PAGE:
Guns, Germs, and Steel
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Top Customer Reviews
Diamond's thesis in "Guns, Germs, and Steel" is that geography, which governs climate which, in turn, governs indigenous species, is the reason for the unequal distribution of wealth in the world today. In short, Diamond is focused on why the Europeans conquered so much of the world.
There are 3 one-hour episodes in this series. The first is concerned with why agriculture took hold in parts of the world and hints at the benefits it bestowed in developing large, complex societies. The second episode is concerned with how these large complex (European) societies were able to develop weapons (guns and steel) to conquer much of the rest of the world. Germs were an unintended weapon against indigenous people that may have been the most beneficial. The last installment is concerned with another way to test the "guns, germs, and steel" hypothesis using the European march into Africa as test material. Here, climate (created by geography) creates indigenous germs that the Europeans can't handle. Nevertheless, guns and steel (apparently) still win the day.
This documentary is a reasonable, though somewhat superficial, overview of Diamond's thesis. The problem is, however, that it is somewhat glib and fails to get to the "Ken Burns" gold standard. There is much repetition of the "guns, germs, and steel" theme from episode to episode so that, even within the 3 hours, there should have been room to hint at some speculation on simple questions that the thesis itself invites. For example, there is essentially no mention of China (except the standard reference to gunpowder being developed there).Read more ›
Originally published back in 1997, "Guns, Germs and Steel" posed the interesting hypothesis that Western civilization's preeminence is due to mere happenstance, simply because its ancestral Fertile Crescent civilizations were lucky to have the richest abundance of potentially domesticated grains and animals. The eventual triumph of Western civilization is due to its successful colonization of the temperate regions of the globe, via its rich abundance in domesticated grains and animals, advanced weaponry and technology, and the accidental spread of virulent, often deadly, diseases associated with domesticated animals such as pigs and sheep.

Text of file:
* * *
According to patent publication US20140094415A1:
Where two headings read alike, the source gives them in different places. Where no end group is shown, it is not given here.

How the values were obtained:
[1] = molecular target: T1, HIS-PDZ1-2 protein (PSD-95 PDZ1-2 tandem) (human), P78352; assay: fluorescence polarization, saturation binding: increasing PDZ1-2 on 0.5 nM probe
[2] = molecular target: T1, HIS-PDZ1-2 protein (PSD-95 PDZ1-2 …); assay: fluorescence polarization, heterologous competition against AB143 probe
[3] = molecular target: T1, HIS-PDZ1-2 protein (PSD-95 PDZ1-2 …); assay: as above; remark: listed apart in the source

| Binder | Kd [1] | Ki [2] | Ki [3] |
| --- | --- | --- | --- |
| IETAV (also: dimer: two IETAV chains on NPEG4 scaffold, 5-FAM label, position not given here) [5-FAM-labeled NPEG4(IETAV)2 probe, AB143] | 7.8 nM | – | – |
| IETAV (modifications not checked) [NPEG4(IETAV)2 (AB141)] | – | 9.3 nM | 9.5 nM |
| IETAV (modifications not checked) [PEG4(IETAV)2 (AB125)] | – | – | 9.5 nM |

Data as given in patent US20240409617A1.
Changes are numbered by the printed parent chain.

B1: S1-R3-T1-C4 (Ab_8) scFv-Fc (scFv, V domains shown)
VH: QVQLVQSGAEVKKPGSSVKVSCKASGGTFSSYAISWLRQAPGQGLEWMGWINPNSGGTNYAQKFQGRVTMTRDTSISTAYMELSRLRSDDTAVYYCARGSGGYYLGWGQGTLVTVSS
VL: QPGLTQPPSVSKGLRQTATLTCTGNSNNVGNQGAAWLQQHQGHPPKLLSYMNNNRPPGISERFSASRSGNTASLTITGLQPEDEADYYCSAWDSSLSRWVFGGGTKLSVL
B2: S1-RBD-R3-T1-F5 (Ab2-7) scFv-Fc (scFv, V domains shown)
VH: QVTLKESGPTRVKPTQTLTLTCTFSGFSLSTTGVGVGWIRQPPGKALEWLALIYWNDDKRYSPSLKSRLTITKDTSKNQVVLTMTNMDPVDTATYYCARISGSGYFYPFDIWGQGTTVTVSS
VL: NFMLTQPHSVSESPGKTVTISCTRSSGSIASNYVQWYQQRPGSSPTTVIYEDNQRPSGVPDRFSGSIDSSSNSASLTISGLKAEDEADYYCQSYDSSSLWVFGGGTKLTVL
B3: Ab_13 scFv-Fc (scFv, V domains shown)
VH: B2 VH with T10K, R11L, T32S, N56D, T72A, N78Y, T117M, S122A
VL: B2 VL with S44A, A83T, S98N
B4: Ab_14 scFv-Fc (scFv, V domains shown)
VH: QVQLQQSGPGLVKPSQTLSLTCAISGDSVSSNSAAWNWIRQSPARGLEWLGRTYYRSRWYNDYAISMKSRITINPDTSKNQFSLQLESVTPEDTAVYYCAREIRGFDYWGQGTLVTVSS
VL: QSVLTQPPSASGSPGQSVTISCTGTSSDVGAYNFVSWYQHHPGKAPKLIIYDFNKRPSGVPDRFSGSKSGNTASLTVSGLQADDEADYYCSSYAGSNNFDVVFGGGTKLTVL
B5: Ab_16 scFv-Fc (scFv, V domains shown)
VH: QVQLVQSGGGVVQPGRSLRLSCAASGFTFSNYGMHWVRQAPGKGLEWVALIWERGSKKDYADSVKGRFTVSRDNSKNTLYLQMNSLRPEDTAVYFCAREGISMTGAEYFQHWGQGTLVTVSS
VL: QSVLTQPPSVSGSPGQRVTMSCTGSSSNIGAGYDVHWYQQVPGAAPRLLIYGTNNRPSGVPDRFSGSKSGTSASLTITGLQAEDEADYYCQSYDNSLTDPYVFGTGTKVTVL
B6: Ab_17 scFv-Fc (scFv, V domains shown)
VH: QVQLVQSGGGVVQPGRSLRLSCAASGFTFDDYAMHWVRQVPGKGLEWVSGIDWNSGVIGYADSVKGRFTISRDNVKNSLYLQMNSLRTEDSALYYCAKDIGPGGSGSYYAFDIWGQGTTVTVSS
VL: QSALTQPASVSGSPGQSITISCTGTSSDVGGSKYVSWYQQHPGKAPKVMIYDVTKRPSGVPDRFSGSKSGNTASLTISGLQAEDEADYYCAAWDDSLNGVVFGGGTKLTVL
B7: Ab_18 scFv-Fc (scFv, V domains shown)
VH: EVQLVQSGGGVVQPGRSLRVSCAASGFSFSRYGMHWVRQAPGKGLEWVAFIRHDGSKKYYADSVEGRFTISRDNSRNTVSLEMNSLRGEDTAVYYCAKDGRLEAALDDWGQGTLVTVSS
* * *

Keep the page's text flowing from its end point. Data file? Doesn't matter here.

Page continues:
This National Georgraphic miniseries is a somewhat successful exploration of Jared Diamond's work and the ideas described in "Guns, Germs and Steel". The first hour-long episode, devoted to domestication of grains and animals, is the most successful of the three.Read more ›
Suffice it to say here, the first episode is the best, and by far the most botanical, dealing with Diamond's controversial ideas on the origins of agriculture and domesticated plants and animals in the Near East and their global latitudinal (rather than longitudinal) spread. Episode 2 is a tad overkill, focusing almost entirely on that fateful November-1532 day when 168 Spaniards killed some 7000 unarmed Incas; smallpox was the cour de grâce for countless Incan survivors of the massacre, who lacked the resistance to the disease many Europeans had. Episode 3 deals with the European and Boer colonization of Africa and ends in hopeful platitudes but regretfully offers no solutions for the continent's troubles. [Because the first episode deals much with grains, and because guns and germs do not enter until the second episode, I suggest a better title for the book would have been Grains, Guns, Germs, and Steel.] Despite the obvious padding and repetition characteristic of video endeavors of this sort, the program is definitely worth watching for its historical and biological insights.
I would like to recommend another book, along the same lines: Conquests and Cultures, by Thomas Sowell. I'd love to see that one as a documentary.
Most Recent Customer Reviews
An essential watch for anyone who is interested in human evolution or geography.Published 26 days ago by R. Derek Pattison
Explains a lot. Doesn't end the sadness, though, for what we have done to native peoples.Published 5 months ago by Denese S. Wong
I loved the book, I bought the movie so it would be more accessible to my history students. I was not disappointed.Published 7 months ago by Dan Powers
Excelents books. Everyone should read them. Written in non bias manner.Published 12 months ago by isaac j. crumbly